Many animal activists point to the AWA and it’s exclusion of some laboratory animals. However it’s important to remember that the AWA has a very broad application because it regulates many institutions, not just laboratory animals. The PHS Policy and the Guide the Care and Use of Laboratory Animals (almost a bible rather than a “guide”) have attempted to fill the gaps in the care of laboratory animals.
I think it’s also important to know that most work being done in terms of environmental enrichment and improving conditions of laboratory animals are coming from within the field. It’s not like PeTA or the HSUS has given any money towards working on these issues.
I am absolutely NOT a moral relativist. One’s time and culture can explain why something harmful to others is viewed as being acceptable, and perhaps the perpetrators are less culpable because they didn’t (or don’t ) know right from wrong, but that doesn’t make an atrocity any less atrocious. My great-grandparents in Mississippi had slaves, and it was part of their culture and heritage, but it was as immoral then as it would be now. If it was morally fine to have slaves THEN, then they shouldn’t have been forced to give them up because other people believed it was an immoral practice. They did have to give up their slaves, and we live in a better country because of it, but it was a big hardship for them and it changed their way of life and the way they thought about themselves. I am ashamed that my ancestors had slaves, but I often use my familial history as an example of how we all have to adapt and change as we collectively discover new moral truths. My own personal history is not unblemished as far as animal welfare is concerned. I was brought up exploiting animals just as much as the next person of my time and place (the place was Texas: neither then nor now the center of enlightenment).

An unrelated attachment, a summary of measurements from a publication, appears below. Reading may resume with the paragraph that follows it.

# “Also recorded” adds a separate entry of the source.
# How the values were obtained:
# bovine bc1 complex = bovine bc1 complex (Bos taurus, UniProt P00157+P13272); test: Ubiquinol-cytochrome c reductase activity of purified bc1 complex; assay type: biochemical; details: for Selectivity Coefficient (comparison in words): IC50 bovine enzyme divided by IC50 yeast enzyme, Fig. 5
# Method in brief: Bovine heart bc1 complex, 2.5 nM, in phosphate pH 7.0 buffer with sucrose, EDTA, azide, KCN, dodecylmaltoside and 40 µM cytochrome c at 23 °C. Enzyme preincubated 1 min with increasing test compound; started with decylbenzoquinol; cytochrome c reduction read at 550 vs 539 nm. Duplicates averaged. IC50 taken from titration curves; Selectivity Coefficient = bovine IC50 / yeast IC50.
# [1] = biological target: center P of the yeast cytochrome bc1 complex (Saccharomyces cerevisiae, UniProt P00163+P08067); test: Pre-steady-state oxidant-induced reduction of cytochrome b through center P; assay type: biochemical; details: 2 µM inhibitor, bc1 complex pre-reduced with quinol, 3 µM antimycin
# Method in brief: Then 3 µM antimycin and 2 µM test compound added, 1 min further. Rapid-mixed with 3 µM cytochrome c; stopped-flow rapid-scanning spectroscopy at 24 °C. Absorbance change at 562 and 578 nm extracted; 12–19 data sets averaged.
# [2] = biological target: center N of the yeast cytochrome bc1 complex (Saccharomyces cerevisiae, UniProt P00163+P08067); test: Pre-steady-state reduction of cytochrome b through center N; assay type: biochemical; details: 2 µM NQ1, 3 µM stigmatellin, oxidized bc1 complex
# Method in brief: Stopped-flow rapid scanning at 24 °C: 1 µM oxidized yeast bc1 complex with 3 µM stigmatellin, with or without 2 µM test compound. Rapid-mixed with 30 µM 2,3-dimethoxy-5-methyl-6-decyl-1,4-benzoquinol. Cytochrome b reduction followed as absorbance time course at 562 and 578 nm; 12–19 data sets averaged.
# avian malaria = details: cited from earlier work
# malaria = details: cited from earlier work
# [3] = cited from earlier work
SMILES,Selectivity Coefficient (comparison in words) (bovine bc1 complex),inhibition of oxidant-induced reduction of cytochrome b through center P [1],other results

Kim, while I agree to a point – I find certain methods used years ago entirely unacceptable now – It’s a bit more tricky condemning the past actions. If you’re a moral absolutist (actions are right/wrong regardless of context – this does not change over time) then you can, but if you are a moral relatavist (right/wrong depend on context, and often the belief that right and wrong change over time) then that doesn’t make it wrong THEN.
Analogy. I think slavery is wrong now. If you have a slave I will condemn you. However, I would think twice before calling every roman nobleman immoral for having slaves – it was morally fine THEN.